Developers have been planning several new buildings around Central Park, tall condo towers for wealthy buyers seeking a pied-a-terre overlooking the park, which has New Yorkers worried about one thing in particular: sunlight. You can’t build a yogurt chain in the Ramble, but you can bathe it in cold darkness so no one will want to wander there. There’s also a similar fight going in Brooklyn, where developers want to build on Flatbush Avenue in Prospect Lefferts Gardens a residential tower 24 stories tall. “This will be literally 50 percent taller than any other existing structure around the park,” one activist told Gothamist.
The tower is just one of several planned for the neighborhood, the latest caught in developers’ sights: a map in the Times earlier this year shows 14 planned developments in the 60 square blocks between, roughly, Ocean and New York avenues, Sterling Street and Linden Boulevard. A judge has granted an injunction against new construction at a site on Flatbush Avenue, Gothamist reports, while the court determines whether the property’s developer committed a proper environmental review. The ruling was in response to a suit filed by activists.
There’s a lot at stake with this development and others in the area, like the threat of intensifying gentrification and the increased strain on public services like schools and transit. (On the other hand, there’s also the promise of new affordable and middle-class housing along with whatever luxury housing is built.) But one quality of life issue that stands out among the rest is the threat of casted shadow.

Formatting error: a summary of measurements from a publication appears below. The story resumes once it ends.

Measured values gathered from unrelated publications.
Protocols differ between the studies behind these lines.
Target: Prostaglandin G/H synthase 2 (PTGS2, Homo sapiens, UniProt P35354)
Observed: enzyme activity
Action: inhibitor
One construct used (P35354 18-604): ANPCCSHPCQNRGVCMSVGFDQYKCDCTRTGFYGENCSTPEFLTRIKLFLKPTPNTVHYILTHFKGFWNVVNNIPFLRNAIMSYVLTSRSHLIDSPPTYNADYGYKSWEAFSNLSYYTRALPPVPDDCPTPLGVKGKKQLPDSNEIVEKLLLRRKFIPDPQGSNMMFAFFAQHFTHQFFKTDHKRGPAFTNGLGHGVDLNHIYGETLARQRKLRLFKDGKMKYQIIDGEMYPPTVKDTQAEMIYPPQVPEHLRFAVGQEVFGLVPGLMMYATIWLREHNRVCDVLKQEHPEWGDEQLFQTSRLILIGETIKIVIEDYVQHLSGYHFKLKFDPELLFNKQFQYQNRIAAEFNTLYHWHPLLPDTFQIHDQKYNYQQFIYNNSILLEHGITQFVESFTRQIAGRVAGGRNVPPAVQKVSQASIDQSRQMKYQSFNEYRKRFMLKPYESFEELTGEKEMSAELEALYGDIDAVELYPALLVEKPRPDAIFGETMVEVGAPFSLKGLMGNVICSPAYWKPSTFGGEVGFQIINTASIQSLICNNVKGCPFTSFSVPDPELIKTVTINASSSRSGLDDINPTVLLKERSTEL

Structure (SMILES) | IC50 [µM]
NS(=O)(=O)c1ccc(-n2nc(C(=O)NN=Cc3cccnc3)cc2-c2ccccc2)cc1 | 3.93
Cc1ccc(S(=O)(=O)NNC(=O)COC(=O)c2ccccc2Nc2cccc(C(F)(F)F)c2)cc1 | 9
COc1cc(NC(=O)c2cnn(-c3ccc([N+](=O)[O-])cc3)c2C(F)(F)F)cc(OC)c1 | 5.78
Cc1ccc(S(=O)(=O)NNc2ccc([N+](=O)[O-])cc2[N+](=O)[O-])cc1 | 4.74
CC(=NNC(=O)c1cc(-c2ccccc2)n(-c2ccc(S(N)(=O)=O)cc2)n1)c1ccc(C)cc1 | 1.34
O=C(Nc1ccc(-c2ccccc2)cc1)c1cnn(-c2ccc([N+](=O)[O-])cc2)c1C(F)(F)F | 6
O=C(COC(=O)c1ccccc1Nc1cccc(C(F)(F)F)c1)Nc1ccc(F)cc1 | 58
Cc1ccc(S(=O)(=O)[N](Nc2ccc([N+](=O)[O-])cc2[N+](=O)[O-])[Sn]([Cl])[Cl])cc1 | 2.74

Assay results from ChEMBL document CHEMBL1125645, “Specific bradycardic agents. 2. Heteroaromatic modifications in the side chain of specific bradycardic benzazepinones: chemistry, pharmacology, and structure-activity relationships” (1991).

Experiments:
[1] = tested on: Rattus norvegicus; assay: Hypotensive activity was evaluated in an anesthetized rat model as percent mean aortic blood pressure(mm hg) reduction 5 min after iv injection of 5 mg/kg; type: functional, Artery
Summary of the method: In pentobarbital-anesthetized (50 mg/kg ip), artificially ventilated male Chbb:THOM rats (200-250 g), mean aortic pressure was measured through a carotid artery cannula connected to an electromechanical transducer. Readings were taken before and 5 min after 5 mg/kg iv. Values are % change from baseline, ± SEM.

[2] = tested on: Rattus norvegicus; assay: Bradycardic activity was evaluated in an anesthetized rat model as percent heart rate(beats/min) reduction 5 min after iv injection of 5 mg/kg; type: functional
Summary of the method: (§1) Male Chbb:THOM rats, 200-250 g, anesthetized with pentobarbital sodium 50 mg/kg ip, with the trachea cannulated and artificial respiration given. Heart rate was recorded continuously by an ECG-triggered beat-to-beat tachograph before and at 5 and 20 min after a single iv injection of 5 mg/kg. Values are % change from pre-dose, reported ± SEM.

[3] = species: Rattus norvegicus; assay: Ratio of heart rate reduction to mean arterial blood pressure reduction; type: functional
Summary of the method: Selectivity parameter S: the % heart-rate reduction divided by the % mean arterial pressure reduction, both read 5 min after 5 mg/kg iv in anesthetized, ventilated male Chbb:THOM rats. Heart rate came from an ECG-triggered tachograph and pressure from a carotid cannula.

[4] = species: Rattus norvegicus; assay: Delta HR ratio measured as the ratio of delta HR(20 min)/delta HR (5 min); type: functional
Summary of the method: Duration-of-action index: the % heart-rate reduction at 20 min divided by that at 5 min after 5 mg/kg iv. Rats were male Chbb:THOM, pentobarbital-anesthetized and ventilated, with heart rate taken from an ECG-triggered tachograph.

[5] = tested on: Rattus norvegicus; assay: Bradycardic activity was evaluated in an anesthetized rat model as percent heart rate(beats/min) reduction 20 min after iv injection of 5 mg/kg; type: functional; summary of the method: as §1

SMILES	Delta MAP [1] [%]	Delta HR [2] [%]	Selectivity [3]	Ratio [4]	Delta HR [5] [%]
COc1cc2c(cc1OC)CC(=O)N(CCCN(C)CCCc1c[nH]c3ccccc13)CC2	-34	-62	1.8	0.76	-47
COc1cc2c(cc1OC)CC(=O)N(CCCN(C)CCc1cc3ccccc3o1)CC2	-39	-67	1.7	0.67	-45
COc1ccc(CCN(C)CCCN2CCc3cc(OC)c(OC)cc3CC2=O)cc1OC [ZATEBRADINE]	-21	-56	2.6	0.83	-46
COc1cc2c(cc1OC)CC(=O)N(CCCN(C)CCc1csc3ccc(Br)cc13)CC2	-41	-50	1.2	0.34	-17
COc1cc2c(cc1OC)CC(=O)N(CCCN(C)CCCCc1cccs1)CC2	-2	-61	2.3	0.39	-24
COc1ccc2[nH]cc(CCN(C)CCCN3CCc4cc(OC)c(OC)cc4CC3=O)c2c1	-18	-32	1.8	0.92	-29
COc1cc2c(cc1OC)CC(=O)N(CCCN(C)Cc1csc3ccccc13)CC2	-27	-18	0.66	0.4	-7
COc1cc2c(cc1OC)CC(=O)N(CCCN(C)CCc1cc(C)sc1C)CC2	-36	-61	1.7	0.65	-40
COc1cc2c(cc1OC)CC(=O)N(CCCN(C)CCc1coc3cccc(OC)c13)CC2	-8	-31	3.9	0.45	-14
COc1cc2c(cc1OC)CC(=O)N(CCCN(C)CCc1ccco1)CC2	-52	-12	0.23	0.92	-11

626 Flatbush Avenue is one block from the eastern border of the park, almost perfectly aligned with the newly built LeFrak Center, whose guiding principle seemed to be one of restoration, pastoralization—not of development and darkness. And because Prospect Lefferts Gardens lacks the zoning protections that neighborhoods like Park Slope have, the building could, in a nightmare scenario, be just the first of many, until the whole park is lined with sun-blocking buildings a la some scheme worthy of Mr. Burns.
As someone who keeps the shade of the window next to his desk undrawn even in intense direct sunlight (to the consternation or bewilderment of those who sit around him), I’m an advocate. But it has real benefits in urban planning beyond the hippy-dippy glories of Mother Sun: it has real health benefits, for starters. According to Science Daily:
The lack of sun in urban areas doesn’t just make life gloomy; it can be harmful to your health, [a researcher said]… “Lack of natural lighting can cause severe physiological problems,” such as serious mood changes, excessive sleeping, loss of energy and depression.
It attracts people to come out and stay out, to enjoy open spaces which in turn brings others out to enjoy those spaces, too. It’s access to open spaces, fresh air, and natural light that make urban spaces dynamic and livable—not high-rise condos for the rice. Jane Jacobs once called shadows “a great eraser of human beings.” At a recent meeting about the subject vis a vis Central Park, one advocate said “studies have shown the temperature difference caused by shadows could reach up to 20 degrees—what if we lowered the room temperature by that right now?”
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